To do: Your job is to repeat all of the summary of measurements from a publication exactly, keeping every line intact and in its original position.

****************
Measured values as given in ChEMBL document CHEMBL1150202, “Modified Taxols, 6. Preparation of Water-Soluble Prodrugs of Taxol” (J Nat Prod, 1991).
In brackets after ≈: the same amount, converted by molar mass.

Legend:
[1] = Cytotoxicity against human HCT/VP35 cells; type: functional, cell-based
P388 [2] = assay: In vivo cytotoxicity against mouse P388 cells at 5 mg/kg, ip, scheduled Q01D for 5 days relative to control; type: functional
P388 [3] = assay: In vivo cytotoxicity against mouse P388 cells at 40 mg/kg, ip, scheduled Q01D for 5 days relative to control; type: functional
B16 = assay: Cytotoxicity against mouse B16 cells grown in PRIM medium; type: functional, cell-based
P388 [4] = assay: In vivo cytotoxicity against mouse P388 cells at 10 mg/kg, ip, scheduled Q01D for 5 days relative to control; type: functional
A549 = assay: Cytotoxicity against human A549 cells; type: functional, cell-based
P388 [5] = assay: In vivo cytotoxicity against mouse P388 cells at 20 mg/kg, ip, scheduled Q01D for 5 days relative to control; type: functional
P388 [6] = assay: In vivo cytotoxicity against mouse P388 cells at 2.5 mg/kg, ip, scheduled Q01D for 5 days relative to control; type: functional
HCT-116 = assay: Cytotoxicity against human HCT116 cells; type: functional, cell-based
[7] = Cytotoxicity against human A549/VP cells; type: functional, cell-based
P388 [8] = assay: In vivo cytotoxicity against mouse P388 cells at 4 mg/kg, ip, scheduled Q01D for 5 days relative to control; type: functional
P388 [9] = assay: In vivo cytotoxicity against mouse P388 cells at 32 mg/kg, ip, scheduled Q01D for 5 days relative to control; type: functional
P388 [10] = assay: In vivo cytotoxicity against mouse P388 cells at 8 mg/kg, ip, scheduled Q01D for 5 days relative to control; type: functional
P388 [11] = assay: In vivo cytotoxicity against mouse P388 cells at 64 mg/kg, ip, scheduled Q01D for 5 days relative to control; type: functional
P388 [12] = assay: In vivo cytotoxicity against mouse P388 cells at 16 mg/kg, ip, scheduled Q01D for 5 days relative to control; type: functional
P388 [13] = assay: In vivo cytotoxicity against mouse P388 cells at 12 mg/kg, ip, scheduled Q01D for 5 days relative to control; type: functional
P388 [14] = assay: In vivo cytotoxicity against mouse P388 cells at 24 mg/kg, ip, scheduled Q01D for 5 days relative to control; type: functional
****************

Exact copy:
Measured values as given in ChEMBL document CHEMBL1150202, “Modified Taxols, 6. Preparation of Water-Soluble Prodrugs of Taxol” (J Nat Prod, 1991).
In brackets after ≈: the same amount, converted by molar mass.

Legend:
[1] = Cytotoxicity against human HCT/VP35 cells; type: functional, cell-based
P388 [2] = assay: In vivo cytotoxicity against mouse P388 cells at 5 mg/kg, ip, scheduled Q01D for 5 days relative to control; type: functional
P388 [3] = assay: In vivo cytotoxicity against mouse P388 cells at 40 mg/kg, ip, scheduled Q01D for 5 days relative to control; type: functional
B16 = assay: Cytotoxicity against mouse B16 cells grown in PRIM medium; type: functional, cell-based
P388 [4] = assay: In vivo cytotoxicity against mouse P388 cells at 10 mg/kg, ip, scheduled Q01D for 5 days relative to control; type: functional
A549 = assay: Cytotoxicity against human A549 cells; type: functional, cell-based
P388 [5] = assay: In vivo cytotoxicity against mouse P388 cells at 20 mg/kg, ip, scheduled Q01D for 5 days relative to control; type: functional
P388 [6] = assay: In vivo cytotoxicity against mouse P388 cells at 2.5 mg/kg, ip, scheduled Q01D for 5 days relative to control; type: functional
HCT-116 = assay: Cytotoxicity against human HCT116 cells; type: functional, cell-based
[7] = Cytotoxicity against human A549/VP cells; type: functional, cell-based
P388 [8] = assay: In vivo cytotoxicity against mouse P388 cells at 4 mg/kg, ip, scheduled Q01D for 5 days relative to control; type: functional
P388 [9] = assay: In vivo cytotoxicity against mouse P388 cells at 32 mg/kg, ip, scheduled Q01D for 5 days relative to control; type: functional
P388 [10] = assay: In vivo cytotoxicity against mouse P388 cells at 8 mg/kg, ip, scheduled Q01D for 5 days relative to control; type: functional
P388 [11] = assay: In vivo cytotoxicity against mouse P388 cells at 64 mg/kg, ip, scheduled Q01D for 5 days relative to control; type: functional
P388 [12] = assay: In vivo cytotoxicity against mouse P388 cells at 16 mg/kg, ip, scheduled Q01D for 5 days relative to control; type: functional
P388 [13] = assay: In vivo cytotoxicity against mouse P388 cells at 12 mg/kg, ip, scheduled Q01D for 5 days relative to control; type: functional
P388 [14] = assay: In vivo cytotoxicity against mouse P388 cells at 24 mg/kg, ip, scheduled Q01D for 5 days relative to control; type: functional